Image Source: tripadvisor-warning.com
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The post OpEd: Burned By Bitwala – Visa Card Money Gone When Wavecrest Wound Down written by Richard Kastelein appeared first on Blockchain News – Blockchain News and Opinion – Tokenomics, Cryptoeconomics by Richard Kastelein I don’t often take companies to task in this business unless they are total scams or just lousy operators. In
TripAdvisor is a true giant in the travel industry. The company was one of the few that emerged successfully from the dot-com bubble in 2001. Although it wasn’t launched with the intent of being a review site, once the “Add your own review” button was available on existing property listings, the concept took off.
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Now, TripAdvisor is the number one destination and accommodation website in the US, expected to turn over $1.6 billion in 2018. The site contains more than 600 million reviews covering more than 7 million restaurants, hotels, and attractions, making it the go-to resource for independent recommendations from other travellers.
But Is TripAdvisor Reliable?
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The problem is that TripAdvisor reviews aren’t always genuinely objective. In some cases, they may not even be genuine reviews from actual users. Over the years, stories have emerged that indicate up to one in three reviews are fake. While TripAdvisor flatly denies this, analysis from Fakespot’s machine learning algorithms found that 32.9% of reviews were suspect.
TripAdvisor may quibble about the numbers, but you don’t have to look much further to find that fake reviews exist. Earlier this year, reports emerged that TripAdvisor had spent years investigating a company called PromoSalento, that was selling fake reviews to restaurants and hotels. The company turned over its findings to Italian prosecutors, and the owner of PromoSalento could now face jail time as a result.
This came four years after the Italian antitrust authorities fined TripAdvisor $600,000 for not warning users that reviews on the platform may be fake. Before that, the UK Advertising Standards Authority had also forced the company to change some of its website copy as references to “50 million honest travel reviews” was misleading to users.
After all this, it’s hardly surprising that renowned UK food critic Marina O’Loughlin wrote a scathing review, describing her “loathing” of TripAdvisor’s misleading restaurant recommendations.
Fake Reviews Aren’t the Only Problem
One of the underlying issues is that unlike other user review systems such as Amazon or booking.com, TripAdvisor has no way of knowing if a user actually ate at a listed restaurant or stayed at a listed hotel. However, some cases show the listings themselves may be fake.
Image source: 2Oceansvibe
Vice writer Oobah Butler had formerly written fake reviews for TripAdvisor, so knew better than most how to game the system. He famously listed his garden shed in south London, and managed to wriggle “The Shed” restaurant to the number one rated restaurant. This, in a city with more than 18,000 competing restaurants listed on the platform. An Italian newspaper also managed to pull off a similar stunt.
Can Blockchain Help Re-establish Trust?
Blockchain technology offers many benefits in establishing trust between parties, so ratings and reviews could soon improve through the implementation of blockchain. There are now glimmers of hope on the startup horizon for anyone wary of fake reviews.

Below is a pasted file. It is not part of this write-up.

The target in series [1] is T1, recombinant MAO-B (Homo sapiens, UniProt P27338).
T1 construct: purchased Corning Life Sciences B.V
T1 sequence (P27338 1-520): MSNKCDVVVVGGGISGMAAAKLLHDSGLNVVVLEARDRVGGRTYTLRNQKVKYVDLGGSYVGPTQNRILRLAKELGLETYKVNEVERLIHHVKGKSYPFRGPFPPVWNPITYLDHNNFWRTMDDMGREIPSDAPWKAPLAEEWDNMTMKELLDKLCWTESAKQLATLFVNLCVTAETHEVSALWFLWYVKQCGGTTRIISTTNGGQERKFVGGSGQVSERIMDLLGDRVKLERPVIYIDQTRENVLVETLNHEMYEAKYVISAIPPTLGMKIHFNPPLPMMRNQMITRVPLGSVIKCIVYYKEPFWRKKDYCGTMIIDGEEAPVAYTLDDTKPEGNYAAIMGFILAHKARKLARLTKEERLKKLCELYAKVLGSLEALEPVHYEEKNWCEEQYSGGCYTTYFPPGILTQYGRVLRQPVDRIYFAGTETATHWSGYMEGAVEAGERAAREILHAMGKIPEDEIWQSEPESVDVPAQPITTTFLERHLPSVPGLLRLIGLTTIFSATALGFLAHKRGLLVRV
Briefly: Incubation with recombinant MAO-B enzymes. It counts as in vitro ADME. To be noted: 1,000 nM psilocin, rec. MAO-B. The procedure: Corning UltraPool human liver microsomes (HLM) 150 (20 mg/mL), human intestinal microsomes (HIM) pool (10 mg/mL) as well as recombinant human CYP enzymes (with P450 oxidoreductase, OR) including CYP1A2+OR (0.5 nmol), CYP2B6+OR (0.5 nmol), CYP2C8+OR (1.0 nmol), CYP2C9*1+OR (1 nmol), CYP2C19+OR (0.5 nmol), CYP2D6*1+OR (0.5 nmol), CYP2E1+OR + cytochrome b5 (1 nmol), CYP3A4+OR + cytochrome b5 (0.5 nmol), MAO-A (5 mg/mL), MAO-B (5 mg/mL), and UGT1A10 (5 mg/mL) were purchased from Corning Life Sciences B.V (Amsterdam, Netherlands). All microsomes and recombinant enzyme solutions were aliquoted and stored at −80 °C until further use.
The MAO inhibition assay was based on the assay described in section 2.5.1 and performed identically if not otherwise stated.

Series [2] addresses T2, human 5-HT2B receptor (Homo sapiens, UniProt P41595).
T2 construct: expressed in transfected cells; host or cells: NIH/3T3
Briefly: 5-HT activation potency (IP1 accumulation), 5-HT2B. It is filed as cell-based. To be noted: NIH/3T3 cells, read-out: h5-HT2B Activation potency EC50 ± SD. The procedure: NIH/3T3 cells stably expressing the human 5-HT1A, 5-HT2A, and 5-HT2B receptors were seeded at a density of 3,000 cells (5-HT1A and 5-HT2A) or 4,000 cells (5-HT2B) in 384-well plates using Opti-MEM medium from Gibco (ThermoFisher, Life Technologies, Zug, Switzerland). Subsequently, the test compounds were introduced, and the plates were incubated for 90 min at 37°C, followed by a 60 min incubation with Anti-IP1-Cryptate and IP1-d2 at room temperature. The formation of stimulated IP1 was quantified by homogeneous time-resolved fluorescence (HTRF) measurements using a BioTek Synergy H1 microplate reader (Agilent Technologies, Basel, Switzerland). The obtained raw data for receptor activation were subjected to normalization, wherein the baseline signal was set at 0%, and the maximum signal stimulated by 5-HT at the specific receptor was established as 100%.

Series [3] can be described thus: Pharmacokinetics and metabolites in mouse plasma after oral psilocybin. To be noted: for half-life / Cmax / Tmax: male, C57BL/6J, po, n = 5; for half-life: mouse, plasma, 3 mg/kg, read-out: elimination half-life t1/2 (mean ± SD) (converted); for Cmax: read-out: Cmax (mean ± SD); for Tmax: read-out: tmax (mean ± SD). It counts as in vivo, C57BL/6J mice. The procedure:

Resto is a blockchain project seeking to create more trust in user reviews across the restaurant sector. Resto is a rating and loyalty platform tailored specifically for the restaurant sector. Food service operators will pay for their participation in the Resto ecosystem. However, a listing is more than just a portal for online reviews.
Once listed, the restaurant can access the database of Resto customers, targeting deals and promotions to those in their area and with the same dining preferences. As the platform has a loyalty component, users will also be able to accrue loyalty points in the form of Resto tokens, that they can spend in other participating restaurants.
Image source: restotoken.org
Because the visits to each restaurant are recorded on the blockchain through the loyalty token accrual, only verified customers can leave a review on the platform. This means that users of Resto are assured that the listing and the review are both genuine. Food service operators will also have access to reporting tools and statistics on their customer feedback.
Revain is another blockchain-based review platform. Unlike Resto, Revain is not limited to users posting only on businesses within its own network. To offset the risk of fake reviews, Revain uses a robust KYC process. The system also puts limits on how many reviews a user can post in a single day and has a two-step checking process in place, to prevent fake reviews from slipping into the system.
The Revain platform is targeted at user reviews for ICOs, cryptocurrency exchanges, e-commerce, and fast-moving consumer goods. Users who post high-quality, useful reviews are rewarded in the system tokens.
A More Transparent Future for User Reviews
User reviews in their current format are ripe for abuse. As TripAdvisor has grown, the company struggles with managing the scale of the fake reviews problem. At the same time, its policies and review process are not set up with any significant barriers to fake reviews.
Blockchain provides a proactive way to prevent fake reviews, which is a substantial improvement over the reactive uphill battle faced by TripAdvisor.
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